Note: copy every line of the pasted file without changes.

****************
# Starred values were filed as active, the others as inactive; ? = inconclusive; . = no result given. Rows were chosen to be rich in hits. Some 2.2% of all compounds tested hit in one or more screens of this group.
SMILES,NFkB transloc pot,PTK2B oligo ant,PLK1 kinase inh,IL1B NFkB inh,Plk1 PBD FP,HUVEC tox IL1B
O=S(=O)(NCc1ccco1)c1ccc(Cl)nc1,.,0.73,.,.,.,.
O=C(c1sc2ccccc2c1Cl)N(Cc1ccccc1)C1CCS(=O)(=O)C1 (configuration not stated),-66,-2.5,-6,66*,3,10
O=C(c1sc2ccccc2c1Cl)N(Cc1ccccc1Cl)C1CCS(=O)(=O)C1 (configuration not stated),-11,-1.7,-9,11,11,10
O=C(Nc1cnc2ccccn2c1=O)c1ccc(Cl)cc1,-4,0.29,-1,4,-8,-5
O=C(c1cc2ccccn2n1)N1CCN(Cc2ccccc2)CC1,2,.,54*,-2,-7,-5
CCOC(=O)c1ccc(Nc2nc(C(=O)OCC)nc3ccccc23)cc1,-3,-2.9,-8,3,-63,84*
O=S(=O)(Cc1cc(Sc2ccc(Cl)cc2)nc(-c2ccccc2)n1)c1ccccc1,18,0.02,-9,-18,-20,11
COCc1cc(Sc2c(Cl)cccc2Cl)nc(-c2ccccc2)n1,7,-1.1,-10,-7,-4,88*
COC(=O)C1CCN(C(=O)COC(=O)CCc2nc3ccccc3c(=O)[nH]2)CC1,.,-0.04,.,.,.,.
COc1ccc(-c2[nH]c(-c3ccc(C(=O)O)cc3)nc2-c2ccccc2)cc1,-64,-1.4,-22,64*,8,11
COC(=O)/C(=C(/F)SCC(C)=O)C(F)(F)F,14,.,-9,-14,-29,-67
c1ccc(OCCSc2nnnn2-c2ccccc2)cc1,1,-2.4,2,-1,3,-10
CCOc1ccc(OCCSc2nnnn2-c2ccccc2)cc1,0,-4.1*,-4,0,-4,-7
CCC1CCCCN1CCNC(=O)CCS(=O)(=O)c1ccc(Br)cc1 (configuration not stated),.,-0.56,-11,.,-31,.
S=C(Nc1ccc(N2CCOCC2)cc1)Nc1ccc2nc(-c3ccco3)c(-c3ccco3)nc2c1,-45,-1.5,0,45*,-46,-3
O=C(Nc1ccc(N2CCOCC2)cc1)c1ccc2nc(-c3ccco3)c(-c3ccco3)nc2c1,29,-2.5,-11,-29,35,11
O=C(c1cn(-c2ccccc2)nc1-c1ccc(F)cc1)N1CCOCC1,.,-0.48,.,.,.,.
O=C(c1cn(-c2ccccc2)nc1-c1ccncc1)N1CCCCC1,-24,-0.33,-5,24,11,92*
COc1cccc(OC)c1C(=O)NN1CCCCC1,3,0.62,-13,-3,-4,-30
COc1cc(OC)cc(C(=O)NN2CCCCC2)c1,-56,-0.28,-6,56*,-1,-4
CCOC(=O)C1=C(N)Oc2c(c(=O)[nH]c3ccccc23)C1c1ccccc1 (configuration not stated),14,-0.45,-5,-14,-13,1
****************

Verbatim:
# Starred values were filed as active, the others as inactive; ? = inconclusive; . = no result given. Rows were chosen to be rich in hits. Some 2.2% of all compounds tested hit in one or more screens of this group.
SMILES,NFkB transloc pot,PTK2B oligo ant,PLK1 kinase inh,IL1B NFkB inh,Plk1 PBD FP,HUVEC tox IL1B
O=S(=O)(NCc1ccco1)c1ccc(Cl)nc1,.,0.73,.,.,.,.
O=C(c1sc2ccccc2c1Cl)N(Cc1ccccc1)C1CCS(=O)(=O)C1 (configuration not stated),-66,-2.5,-6,66*,3,10
O=C(c1sc2ccccc2c1Cl)N(Cc1ccccc1Cl)C1CCS(=O)(=O)C1 (configuration not stated),-11,-1.7,-9,11,11,10
O=C(Nc1cnc2ccccn2c1=O)c1ccc(Cl)cc1,-4,0.29,-1,4,-8,-5
O=C(c1cc2ccccn2n1)N1CCN(Cc2ccccc2)CC1,2,.,54*,-2,-7,-5
CCOC(=O)c1ccc(Nc2nc(C(=O)OCC)nc3ccccc23)cc1,-3,-2.9,-8,3,-63,84*
O=S(=O)(Cc1cc(Sc2ccc(Cl)cc2)nc(-c2ccccc2)n1)c1ccccc1,18,0.02,-9,-18,-20,11
COCc1cc(Sc2c(Cl)cccc2Cl)nc(-c2ccccc2)n1,7,-1.1,-10,-7,-4,88*
COC(=O)C1CCN(C(=O)COC(=O)CCc2nc3ccccc3c(=O)[nH]2)CC1,.,-0.04,.,.,.,.
COc1ccc(-c2[nH]c(-c3ccc(C(=O)O)cc3)nc2-c2ccccc2)cc1,-64,-1.4,-22,64*,8,11
COC(=O)/C(=C(/F)SCC(C)=O)C(F)(F)F,14,.,-9,-14,-29,-67
c1ccc(OCCSc2nnnn2-c2ccccc2)cc1,1,-2.4,2,-1,3,-10
CCOc1ccc(OCCSc2nnnn2-c2ccccc2)cc1,0,-4.1*,-4,0,-4,-7
CCC1CCCCN1CCNC(=O)CCS(=O)(=O)c1ccc(Br)cc1 (configuration not stated),.,-0.56,-11,.,-31,.
S=C(Nc1ccc(N2CCOCC2)cc1)Nc1ccc2nc(-c3ccco3)c(-c3ccco3)nc2c1,-45,-1.5,0,45*,-46,-3
O=C(Nc1ccc(N2CCOCC2)cc1)c1ccc2nc(-c3ccco3)c(-c3ccco3)nc2c1,29,-2.5,-11,-29,35,11
O=C(c1cn(-c2ccccc2)nc1-c1ccc(F)cc1)N1CCOCC1,.,-0.48,.,.,.,.
O=C(c1cn(-c2ccccc2)nc1-c1ccncc1)N1CCCCC1,-24,-0.33,-5,24,11,92*
COc1cccc(OC)c1C(=O)NN1CCCCC1,3,0.62,-13,-3,-4,-30
COc1cc(OC)cc(C(=O)NN2CCCCC2)c1,-56,-0.28,-6,56*,-1,-4
CCOC(=O)C1=C(N)Oc2c(c(=O)[nH]c3ccccc23)C1c1ccccc1 (configuration not stated),14,-0.45,-5,-14,-13,1